Tyson Foods (NYSE:TSN) is the largest protein processor in the United States and its common stock offers a good investment opportunity. Many of the company's fundamentals and valuation measures are attractive compared to similar publicly traded companies. Tyson is well positioned to meet changes in tastes for meat as the company is diversified across the major meat types (poultry, pork and beef), its profit margins are normalizing, and it is continuing to innovate and invest in value-added businesses, which could bring even more shareholder value in the future. Overall, Tyson could see improvements in its business due to these major trends:
Swings in consumption - Tyson is the largest provider of meats to the quick service restaurants, which are constantly reinventing their menus - also, despite a sluggish economy consumers are not reducing meat consumption but moving to poultry from red meats;
Growth in higher margin value-added poultry and prepared foods; and
Growth in international poultry - the company is investing in China, Mexico is strong and Brazil is exporting into Europe.
Valuation and fundamentals
Tyson has 354.5 million shares outstanding of which 284.5 million are A shares and publicly traded, with the remaining 70 million B shares held in a trust formed by descendants of Tyson's founder, John Tyson. Tyson is the largest publicly traded meat processor and marketer in the United States and the second largest in the world (behind only Brazilian JBS SA). A significant number of its outstanding shares are controlled by insiders and the company is shareholder friendly.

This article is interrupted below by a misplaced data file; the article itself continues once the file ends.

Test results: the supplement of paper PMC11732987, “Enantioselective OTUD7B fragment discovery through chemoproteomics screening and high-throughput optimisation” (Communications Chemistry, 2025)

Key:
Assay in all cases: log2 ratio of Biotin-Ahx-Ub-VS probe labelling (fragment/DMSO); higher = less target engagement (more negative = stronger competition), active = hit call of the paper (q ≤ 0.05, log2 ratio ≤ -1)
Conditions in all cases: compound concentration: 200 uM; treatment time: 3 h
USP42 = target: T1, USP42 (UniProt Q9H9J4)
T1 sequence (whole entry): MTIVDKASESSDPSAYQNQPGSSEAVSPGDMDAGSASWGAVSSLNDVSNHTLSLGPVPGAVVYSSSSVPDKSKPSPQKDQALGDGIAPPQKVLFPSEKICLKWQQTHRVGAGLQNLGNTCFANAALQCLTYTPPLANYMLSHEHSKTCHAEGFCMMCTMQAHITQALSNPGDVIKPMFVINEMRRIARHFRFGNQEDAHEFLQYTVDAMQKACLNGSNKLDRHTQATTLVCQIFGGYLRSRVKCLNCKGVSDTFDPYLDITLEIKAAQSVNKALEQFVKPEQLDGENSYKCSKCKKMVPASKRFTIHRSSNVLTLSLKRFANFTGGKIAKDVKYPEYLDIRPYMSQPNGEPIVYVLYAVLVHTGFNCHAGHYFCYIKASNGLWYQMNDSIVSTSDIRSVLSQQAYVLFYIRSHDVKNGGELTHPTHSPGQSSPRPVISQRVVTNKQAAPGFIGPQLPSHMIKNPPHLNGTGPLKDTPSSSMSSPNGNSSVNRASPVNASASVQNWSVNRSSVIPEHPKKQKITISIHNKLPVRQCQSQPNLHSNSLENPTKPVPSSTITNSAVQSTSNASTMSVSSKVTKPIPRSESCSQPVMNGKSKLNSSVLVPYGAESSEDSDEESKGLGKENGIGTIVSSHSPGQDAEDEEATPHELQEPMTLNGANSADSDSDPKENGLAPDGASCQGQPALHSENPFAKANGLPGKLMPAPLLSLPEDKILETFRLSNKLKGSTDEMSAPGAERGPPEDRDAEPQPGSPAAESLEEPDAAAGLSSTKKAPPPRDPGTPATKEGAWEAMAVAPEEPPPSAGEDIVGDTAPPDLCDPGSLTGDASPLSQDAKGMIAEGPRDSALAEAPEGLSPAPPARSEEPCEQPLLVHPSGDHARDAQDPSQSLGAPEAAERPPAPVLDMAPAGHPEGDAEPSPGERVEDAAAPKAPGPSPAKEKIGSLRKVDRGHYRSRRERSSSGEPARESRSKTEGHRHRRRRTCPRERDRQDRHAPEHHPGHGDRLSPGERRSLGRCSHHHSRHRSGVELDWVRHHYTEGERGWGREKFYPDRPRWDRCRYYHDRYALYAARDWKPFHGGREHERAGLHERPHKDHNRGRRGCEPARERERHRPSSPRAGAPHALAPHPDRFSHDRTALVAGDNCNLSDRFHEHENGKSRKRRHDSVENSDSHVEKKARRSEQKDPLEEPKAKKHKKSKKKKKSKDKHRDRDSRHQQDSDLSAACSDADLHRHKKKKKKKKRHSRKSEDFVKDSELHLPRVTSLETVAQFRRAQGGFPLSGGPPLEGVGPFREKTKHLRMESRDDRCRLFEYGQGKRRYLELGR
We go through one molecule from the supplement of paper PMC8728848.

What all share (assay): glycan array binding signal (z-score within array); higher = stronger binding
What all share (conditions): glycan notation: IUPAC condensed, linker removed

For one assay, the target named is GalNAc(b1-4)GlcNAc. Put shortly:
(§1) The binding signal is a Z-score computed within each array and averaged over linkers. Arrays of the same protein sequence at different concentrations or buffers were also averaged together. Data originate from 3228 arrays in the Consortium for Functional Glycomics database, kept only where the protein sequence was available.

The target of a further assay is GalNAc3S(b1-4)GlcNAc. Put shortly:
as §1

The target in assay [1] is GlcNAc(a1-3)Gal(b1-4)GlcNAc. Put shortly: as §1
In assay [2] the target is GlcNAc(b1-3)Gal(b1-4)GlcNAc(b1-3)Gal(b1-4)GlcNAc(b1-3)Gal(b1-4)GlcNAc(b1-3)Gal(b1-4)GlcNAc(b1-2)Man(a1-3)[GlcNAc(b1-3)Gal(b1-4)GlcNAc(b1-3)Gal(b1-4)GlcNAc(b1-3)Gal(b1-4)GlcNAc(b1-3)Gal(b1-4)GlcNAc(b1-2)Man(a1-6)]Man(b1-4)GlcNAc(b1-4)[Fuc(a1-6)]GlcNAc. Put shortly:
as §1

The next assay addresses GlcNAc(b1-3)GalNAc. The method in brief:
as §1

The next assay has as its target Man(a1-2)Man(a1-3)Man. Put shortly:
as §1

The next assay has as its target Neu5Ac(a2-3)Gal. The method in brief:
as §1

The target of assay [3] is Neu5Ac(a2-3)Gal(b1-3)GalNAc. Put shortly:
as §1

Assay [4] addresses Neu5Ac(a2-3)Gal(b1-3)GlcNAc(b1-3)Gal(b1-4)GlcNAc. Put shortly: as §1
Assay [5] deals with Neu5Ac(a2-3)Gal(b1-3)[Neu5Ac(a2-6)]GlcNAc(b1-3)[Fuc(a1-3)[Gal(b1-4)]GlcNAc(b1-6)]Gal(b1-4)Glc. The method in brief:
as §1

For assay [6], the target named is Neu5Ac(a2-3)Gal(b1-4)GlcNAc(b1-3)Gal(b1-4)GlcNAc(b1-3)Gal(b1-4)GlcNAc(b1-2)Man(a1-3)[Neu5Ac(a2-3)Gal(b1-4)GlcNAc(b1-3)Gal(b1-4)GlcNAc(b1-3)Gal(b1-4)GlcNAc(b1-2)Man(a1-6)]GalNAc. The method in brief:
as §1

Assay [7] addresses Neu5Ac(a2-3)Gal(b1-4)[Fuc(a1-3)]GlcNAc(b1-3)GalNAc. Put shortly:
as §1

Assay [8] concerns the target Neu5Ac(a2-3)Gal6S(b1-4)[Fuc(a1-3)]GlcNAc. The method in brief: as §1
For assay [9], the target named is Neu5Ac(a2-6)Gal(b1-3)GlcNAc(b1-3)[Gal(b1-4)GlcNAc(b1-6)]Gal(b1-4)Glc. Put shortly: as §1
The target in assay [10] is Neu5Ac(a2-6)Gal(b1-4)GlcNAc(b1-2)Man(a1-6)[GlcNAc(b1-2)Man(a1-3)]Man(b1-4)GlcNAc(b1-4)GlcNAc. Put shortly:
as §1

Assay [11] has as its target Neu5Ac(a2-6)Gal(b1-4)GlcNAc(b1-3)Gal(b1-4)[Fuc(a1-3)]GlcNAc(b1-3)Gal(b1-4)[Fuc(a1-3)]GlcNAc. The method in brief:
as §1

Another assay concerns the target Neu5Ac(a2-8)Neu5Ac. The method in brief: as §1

It returns cash in the form of dividends and share repurchases. In its first 2013 fiscal quarter that ended on December 31, 2012, it repurchased 5.1 million shares for $100 million and paid a special dividend of $0.10 per share in November of 2012. The 2012 dividend yield based on recent share prices is 1.1%. The company is likely to continue its share repurchasing and dividend payment as it has nearly $2 billion in liquidity, significantly above its targeted range of liquidity of $1.2 to $1.5 billion. Below is a table that compares valuation and fundamental measures of Tyson and its major publicly traded competitors Smithfield Foods (NYSE:SFD), Hormel Foods (HRL) and Pilgrim's Pride (NASDAQ:PPC).
Enterprise value [EV]
International sales %
1 year total return (a/o April 5, 2013)
Source: Capital IQ, Thomson Reuters, SEC-filed annual reports, author's calculations.
EBITDA: earnings before interest, taxes, depreciation, and amortization.
CFO: cash flow from operations.
*consists of 12% in exports from the U.S. and less than 10% from foreign production.
As seen from the above table Tyson has one of the largest international exposures, which is also growing due to the recent expansion into poultry in China. Also, Tyson has one of the best cash flows from operations in the industry and its stock is among the cheapest based on such measures as price-to-sales, price-to-value, and price-to-earnings-to-growth. On the negative side, its EBITDA margin is the lowest but the company has communicated to investors that it expects margin normalization in the second half of 2013 and into 2014.